Newsletter #15 – How Truthful is the Information?Posted: June 7, 2012
Muslims living in Tennessee have demanded an elevated status in state politics and Governor Haslam’s administration has provided it. Just this past November, Commissioner Bill Gibbons (Tennessee Department of Safety and Homeland Security), sent letters congratulating the members of the TN American Muslim Advisory Council (AMAC) and welcoming their partnership with his Department.
To this end, the Tennessee Department of Homeland Security (TDHS) sponsored at least two trainings for law enforcement and safety personnel to which the AMAC was invited to participate with a presentation.
An interesting side note – on November 17, 2011, just 10 days after Commissioner Gibbons sent his “Al-salaam alaikum” letter to the AMAC members, ISNA (Islamic Society of North America), a specifically named Muslim Brotherhood organization, held its second “Family of Abraham” event in Nashville. Given the associations of different AMAC members to different Muslim Brotherhood entities, the intent and content of the AMAC presentation as discussed below, begins to make more sense.
Inquiries by an investigative journalist regarding AMAC presenters at the publicly funded February 2012 counterterrorism training were turned away. http://pjmedia.com/blog/secrecy-surrounds-upcoming-terrorism-conference/
But things like this don’t stay secret for very long. A recording of the AMAC presentation has been transcribed.
Mr. Daoud Abudiab, Co-Chair of the AMAC was the main speaker on behalf of his organization. (see Newsletter #14). Mr. Abudiab’s bottom line message to the law enforcement folks in attendance was that if you want to know anything about Islam you need to ask a Muslim. Ergo, the AMAC members will tell law enforcement all they need to know about Islam.
But is knowing about the religion of Islam even pertinent for counterterrorism training? Would it perhaps be more relevant for the attendees to have learned about the Muslim Brotherhood presence in Tennessee? Would learning about the use of Sharia law in our courts be more instructive? Would understanding that Islamic cultural defenses are not compatible with either American Constitutional freedoms or state laws?
Mr. Abudiab sidestepped the central role of Koranic doctrine in dictating what Muslims do and don’t believe, and how it drives their demand in every aspect of life for accommodations by public and private entities – no matter the cost or negative impact on anyone or anything else. Nor is the slow and incremental encroachment and chipping away at our freedoms taken into account. The message, sometimes sublte, sometimes not, is that a self-perceived supremacist ideology must dominate.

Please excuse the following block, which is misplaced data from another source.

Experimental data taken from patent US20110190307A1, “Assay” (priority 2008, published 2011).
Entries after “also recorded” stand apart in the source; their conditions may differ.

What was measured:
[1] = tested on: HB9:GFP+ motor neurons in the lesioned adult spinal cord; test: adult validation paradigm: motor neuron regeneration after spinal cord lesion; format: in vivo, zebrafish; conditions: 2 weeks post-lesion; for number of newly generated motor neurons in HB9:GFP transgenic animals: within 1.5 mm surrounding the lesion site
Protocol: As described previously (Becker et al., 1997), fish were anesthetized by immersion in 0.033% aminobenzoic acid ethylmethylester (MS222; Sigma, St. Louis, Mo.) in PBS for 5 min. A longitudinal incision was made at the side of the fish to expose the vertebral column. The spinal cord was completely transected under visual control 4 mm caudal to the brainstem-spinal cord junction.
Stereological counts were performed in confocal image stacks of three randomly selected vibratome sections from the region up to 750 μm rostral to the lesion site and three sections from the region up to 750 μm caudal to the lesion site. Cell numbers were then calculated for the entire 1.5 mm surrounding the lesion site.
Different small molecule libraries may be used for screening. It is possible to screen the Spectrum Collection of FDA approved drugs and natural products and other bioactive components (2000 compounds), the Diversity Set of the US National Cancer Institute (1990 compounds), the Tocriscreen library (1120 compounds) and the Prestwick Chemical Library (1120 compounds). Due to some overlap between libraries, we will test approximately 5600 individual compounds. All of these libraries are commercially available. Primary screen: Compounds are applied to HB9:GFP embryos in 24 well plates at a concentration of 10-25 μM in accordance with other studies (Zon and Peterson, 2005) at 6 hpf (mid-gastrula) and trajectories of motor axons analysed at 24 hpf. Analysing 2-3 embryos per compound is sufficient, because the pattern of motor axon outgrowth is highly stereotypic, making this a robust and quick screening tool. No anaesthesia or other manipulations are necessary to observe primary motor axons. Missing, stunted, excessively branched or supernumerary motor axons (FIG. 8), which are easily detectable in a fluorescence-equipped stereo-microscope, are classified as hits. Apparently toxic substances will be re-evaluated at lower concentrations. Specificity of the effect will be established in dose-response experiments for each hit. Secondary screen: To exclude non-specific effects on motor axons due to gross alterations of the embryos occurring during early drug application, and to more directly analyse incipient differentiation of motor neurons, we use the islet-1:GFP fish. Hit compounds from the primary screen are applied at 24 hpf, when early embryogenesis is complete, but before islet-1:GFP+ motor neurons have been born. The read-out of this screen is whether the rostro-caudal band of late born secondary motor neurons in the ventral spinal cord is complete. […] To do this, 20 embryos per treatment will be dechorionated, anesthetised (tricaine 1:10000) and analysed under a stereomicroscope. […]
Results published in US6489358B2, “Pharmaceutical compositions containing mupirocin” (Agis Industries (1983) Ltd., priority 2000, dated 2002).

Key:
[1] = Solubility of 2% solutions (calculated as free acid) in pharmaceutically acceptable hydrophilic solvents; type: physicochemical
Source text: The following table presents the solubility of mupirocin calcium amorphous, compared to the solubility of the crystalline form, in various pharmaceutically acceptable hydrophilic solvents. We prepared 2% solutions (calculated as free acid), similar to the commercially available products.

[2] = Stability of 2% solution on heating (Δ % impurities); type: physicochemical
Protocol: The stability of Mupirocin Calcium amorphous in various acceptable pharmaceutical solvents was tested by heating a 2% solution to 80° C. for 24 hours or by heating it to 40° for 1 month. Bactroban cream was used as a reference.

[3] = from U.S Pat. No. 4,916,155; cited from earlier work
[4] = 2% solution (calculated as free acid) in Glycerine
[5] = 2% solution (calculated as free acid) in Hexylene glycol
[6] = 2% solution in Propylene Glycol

Mr. Abudiab did not explain why for example, his religion forbids saying the Pledge of Allegiance or the status of man-made law relative to Koranic doctrine.
Instead, Mr. Abudiab suggested to his audience that despite the Koran’s dictates, American Muslims are different. He suggested that they have more latitude and are merely “guided” by the Koran rather than being commanded to follow its dictates. Were this actually true, then “demands” for accommodations should be relegated to “requests without consequences” if denied.
Mr. Abudiab’s position stands in stark contrast to his colleague, Awadh Binhazim with whom he made a presentation just last year in Williamson County. Binhazim, in an Olive Tree Education presentation stated unequivocally that “[t]he idea that you can separate Islam to become an individual experience to everyone, that Islam is a private matter, and that it cannot be a state matter, and a community matter – that is not the teachings of Islam.”
Mr. Abudiab told his audience in February that , “I think all of us in this room agree we are talking about honesty, integrity, freedom, liberty. We are talking about how Americans in Nashville came together after the flood to lend their hands to one another to pull through. We are talking about to deputy sheriffs stopping and helping my daughter and son with the flat tire. We are talking about the family that …everyone in the neighborhood brings food
We are talking about opportunity….So many raise the question is Islam compatible with American ideals?
And the answer from our point of view is a resounding yes.”
Did the AMAC actually provide any information that would help law enforcement and safety personnel in executing their functions? It seems instead, that the AMAC communicated to attendees that Muslims in Tennessee are being given preferential treatment by Governor Haslam’s administration above any other religious or political group, a message validated by the AMAC’s very public relationship with the Tennessee Department of Homeland Security.
Training or propaganda – you decide.